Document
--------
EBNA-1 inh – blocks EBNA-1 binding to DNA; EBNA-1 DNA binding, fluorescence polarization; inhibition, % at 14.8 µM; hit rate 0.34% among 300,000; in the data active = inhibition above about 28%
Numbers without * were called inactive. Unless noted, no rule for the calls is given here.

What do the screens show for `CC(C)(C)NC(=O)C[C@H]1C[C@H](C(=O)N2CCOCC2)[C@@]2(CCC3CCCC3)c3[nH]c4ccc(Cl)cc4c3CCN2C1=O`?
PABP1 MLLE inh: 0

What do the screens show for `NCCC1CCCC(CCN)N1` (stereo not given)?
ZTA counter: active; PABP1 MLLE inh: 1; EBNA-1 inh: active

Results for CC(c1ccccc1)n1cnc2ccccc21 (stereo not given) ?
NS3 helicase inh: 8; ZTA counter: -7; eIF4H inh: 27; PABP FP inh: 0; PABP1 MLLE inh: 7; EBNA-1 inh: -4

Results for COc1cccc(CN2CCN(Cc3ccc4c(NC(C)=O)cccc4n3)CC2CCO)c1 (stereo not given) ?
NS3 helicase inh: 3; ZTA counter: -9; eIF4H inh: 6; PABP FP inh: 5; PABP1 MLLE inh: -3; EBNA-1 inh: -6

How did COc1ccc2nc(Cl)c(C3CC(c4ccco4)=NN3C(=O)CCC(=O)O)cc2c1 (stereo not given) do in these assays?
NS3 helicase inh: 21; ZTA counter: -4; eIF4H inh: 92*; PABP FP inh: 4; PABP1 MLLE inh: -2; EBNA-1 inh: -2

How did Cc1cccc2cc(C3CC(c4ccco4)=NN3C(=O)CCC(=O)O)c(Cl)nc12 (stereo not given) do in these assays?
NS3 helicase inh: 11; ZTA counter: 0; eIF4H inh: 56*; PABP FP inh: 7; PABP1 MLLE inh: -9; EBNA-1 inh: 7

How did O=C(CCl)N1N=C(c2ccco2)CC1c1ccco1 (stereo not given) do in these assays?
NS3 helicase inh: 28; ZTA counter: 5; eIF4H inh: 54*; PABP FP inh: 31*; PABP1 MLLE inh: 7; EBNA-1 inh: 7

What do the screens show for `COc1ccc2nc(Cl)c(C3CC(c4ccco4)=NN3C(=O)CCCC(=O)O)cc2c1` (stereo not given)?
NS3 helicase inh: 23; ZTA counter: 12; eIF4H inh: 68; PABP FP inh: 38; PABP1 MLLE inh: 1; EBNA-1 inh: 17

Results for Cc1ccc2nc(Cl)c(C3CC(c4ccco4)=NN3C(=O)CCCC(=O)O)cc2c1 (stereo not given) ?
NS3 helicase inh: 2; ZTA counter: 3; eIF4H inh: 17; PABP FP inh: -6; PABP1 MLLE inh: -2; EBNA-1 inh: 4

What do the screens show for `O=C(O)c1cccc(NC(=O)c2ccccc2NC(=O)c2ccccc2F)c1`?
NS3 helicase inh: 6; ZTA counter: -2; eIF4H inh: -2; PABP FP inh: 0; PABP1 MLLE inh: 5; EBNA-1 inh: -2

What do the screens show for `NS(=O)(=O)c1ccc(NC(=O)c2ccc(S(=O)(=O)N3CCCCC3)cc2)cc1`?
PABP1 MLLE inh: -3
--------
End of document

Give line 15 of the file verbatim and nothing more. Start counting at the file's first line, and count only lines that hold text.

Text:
How did O=C(CCl)N1N=C(c2ccco2)CC1c1ccco1 (stereo not given) do in these assays?